American Businesses Are Installing More Solar Than Ever Before

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A new report has found that American businesses are installing more solar than ever before, with the numbers growing 183% over the last four years.

According to a new study released earlier this week by the US Solar Energy Industries Association (SEIA), growth in the use of solar energy among America’s top companies has skyrocketed 183% over the last four years since the first Solar Means Business report was published. The new report, published by the SEIA, analyzes the number of America’s leading businesses turning to solar, which increased 59% since just last year.


Walmart again took top spot for the fourth year in a row with “a robust” 142 MW of solar PV capacity across 348 locations.


Other major businesses lining the top of the pile in terms of solar capacity and number of installations include Kohl’s, Apple, Macy’s, Walgreens, Target, IKEA, Prologis, FedEx, Intel, General Motors, Verizon, Johnson & Johnson, Bed Bath & Beyond, Safeway, Hartz Mountain, Staples, L’Oreal, Kaiser Permanente, and Toyota.

“These blue-chip companies have realized investing in solar is a common-sense, cost-effective decision that pays dividends for both the environment and their bottom lines,” said Rhone Resch, SEIA President and CEO (who speaks below). “Not only are they helping to create thousands of American jobs in solar, the nearly 1,700 systems currently in operation are generating enough clean, reliable electricity to offset nearly 890,000 metric tons of harmful carbon emissions a year.”

With the current COP21 United Nations climate negotiations currently ongoing in Paris, and numerous funds and pledges being made by countries and businesses alike — including the recently announced Mission Innovation and Breakthrough Energy Coalition — the role of businesses leading the way has never been more important.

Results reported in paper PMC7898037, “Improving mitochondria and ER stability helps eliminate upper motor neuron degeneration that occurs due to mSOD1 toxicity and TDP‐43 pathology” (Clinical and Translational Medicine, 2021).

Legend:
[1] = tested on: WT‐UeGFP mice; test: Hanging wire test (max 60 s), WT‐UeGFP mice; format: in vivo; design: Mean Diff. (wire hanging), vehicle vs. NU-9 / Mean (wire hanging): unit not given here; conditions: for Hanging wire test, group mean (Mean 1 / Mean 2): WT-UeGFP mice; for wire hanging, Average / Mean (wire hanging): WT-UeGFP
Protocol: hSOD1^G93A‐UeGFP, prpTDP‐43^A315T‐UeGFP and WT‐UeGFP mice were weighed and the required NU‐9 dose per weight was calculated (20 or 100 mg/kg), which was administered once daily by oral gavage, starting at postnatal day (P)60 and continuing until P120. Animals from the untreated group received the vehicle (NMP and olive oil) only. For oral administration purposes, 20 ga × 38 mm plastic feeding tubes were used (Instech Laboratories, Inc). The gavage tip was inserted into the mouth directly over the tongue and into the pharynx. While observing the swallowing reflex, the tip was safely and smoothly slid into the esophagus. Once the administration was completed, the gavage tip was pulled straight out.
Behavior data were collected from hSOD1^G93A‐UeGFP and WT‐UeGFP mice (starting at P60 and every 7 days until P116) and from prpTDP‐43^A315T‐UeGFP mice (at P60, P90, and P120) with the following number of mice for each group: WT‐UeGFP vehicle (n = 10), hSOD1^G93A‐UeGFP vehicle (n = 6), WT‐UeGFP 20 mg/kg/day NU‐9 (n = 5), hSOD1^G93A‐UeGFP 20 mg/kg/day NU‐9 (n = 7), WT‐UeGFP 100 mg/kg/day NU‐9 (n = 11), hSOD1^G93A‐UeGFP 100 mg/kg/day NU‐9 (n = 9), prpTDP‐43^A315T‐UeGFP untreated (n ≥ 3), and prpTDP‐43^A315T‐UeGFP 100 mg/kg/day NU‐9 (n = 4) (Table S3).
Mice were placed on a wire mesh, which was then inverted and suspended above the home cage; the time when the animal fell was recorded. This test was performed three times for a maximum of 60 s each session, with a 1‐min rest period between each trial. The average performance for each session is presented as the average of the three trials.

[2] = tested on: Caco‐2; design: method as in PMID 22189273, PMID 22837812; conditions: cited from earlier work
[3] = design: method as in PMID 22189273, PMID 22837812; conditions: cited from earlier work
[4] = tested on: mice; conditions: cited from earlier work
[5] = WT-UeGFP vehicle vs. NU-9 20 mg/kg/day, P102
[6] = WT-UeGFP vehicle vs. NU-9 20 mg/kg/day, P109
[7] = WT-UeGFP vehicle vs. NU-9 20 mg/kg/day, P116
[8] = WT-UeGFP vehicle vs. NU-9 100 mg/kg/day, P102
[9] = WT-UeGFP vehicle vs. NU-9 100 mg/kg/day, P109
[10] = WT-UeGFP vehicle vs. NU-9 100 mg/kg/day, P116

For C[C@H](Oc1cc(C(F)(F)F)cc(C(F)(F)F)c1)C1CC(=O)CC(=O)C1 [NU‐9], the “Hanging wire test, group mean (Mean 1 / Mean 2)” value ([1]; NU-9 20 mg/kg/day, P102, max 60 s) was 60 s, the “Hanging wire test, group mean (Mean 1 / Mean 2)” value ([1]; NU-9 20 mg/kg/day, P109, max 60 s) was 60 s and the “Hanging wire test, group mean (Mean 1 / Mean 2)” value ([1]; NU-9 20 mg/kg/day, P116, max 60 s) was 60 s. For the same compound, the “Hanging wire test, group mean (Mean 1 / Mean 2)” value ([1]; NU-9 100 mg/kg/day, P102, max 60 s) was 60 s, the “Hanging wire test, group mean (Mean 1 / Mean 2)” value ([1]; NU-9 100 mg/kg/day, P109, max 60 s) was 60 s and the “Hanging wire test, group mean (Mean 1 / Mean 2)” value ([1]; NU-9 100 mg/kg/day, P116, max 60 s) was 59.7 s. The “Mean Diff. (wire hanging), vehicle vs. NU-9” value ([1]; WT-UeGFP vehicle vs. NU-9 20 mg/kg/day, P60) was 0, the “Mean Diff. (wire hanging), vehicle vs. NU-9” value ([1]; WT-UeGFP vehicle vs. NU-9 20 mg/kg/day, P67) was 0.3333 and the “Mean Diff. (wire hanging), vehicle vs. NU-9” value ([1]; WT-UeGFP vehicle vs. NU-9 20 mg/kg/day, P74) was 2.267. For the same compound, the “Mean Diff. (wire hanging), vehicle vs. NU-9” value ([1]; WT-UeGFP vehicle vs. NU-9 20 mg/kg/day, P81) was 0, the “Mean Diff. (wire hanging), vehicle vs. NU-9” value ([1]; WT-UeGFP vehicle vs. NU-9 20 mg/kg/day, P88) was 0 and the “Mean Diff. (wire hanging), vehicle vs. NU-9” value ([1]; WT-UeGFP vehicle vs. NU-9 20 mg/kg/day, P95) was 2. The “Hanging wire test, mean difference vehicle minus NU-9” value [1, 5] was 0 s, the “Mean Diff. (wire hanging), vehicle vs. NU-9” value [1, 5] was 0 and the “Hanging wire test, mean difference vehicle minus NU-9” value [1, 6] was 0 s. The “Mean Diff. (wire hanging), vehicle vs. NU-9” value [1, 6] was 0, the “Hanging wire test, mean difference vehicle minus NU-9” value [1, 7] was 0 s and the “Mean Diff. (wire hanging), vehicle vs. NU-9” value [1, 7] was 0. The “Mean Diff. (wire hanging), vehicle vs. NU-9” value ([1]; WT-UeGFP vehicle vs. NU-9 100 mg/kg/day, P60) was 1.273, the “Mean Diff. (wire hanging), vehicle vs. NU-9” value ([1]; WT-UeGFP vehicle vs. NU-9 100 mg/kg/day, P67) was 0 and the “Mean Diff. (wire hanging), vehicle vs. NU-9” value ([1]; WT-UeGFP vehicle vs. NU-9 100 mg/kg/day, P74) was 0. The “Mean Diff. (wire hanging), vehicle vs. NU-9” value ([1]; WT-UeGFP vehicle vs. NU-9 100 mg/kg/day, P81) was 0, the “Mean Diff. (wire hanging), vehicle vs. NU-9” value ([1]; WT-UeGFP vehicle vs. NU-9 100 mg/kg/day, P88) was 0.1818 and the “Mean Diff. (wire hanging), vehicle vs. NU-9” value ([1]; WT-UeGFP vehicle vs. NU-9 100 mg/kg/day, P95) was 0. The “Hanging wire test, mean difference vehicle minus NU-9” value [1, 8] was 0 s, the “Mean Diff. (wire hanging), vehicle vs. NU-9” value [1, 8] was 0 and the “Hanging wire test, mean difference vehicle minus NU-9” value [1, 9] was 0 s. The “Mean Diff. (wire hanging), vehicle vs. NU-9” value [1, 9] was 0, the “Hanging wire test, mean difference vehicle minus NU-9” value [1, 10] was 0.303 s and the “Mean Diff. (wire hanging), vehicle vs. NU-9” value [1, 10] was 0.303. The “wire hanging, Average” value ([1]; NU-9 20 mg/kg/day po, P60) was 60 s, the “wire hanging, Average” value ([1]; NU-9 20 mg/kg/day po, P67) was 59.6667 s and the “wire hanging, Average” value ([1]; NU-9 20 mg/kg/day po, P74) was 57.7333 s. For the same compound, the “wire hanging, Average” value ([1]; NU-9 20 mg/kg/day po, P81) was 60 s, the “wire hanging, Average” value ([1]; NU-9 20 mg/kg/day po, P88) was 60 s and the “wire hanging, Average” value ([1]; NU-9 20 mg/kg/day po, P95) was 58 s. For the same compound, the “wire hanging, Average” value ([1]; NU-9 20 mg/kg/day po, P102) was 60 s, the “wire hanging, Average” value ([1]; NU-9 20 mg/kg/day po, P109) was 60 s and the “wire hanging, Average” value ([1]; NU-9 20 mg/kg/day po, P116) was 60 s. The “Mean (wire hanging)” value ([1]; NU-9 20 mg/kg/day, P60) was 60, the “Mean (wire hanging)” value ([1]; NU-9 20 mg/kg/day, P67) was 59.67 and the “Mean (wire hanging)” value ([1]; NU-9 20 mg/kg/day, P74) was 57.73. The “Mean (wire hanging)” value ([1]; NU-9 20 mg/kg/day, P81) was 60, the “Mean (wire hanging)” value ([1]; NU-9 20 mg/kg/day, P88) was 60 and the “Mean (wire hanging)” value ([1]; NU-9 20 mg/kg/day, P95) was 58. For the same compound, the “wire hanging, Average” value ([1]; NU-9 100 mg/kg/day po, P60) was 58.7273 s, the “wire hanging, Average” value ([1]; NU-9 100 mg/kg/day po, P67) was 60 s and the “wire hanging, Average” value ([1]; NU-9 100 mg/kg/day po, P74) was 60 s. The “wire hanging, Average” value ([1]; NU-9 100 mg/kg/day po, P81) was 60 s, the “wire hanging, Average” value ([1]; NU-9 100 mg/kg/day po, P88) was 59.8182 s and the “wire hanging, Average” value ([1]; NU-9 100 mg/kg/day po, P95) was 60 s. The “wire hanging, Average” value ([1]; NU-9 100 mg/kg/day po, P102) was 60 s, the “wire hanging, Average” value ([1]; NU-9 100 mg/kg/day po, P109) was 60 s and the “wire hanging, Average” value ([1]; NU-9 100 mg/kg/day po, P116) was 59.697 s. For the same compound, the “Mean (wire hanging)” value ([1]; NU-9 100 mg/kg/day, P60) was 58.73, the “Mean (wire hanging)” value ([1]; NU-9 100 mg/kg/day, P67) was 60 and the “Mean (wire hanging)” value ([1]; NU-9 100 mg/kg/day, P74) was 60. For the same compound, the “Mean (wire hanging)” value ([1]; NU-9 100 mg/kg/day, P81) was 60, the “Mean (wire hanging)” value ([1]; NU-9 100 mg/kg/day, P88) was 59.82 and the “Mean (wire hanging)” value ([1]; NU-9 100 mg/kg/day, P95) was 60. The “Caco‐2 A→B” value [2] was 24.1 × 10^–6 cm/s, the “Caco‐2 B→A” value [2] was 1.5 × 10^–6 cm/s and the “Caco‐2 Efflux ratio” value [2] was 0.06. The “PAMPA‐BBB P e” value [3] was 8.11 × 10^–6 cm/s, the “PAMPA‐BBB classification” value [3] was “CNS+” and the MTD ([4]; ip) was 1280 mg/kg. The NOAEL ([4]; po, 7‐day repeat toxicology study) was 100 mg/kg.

The full report is available for download from SEIA.

A number of company officials were quoted by the Solar Energy Industries Association, and are quoted below:

“Solar is an important part of our renewable energy program,” added Mark Vanderhelm, vice president of energy for Walmart. “We believe in advancing solar deployment by pursuing projects that make business sense. In fact, in 2014 we committed to doubling the number of on-site solar energy projects at our U.S. stores, Sam’s Clubs and distribution centers by 2020. We’re excited about our continued work towards meeting that goal and appreciate being acknowledged by SEIA for these efforts.”

“Prioritizing renewable energy options like solar power at our facilities not only helps us reduce our spending on traditional energy but also reduces business risk and our impact on climate change,” said Rob Threlkeld, GM global manager of renewable energy. “As a result, we regained our ranking as the top automotive user of solar in the US.”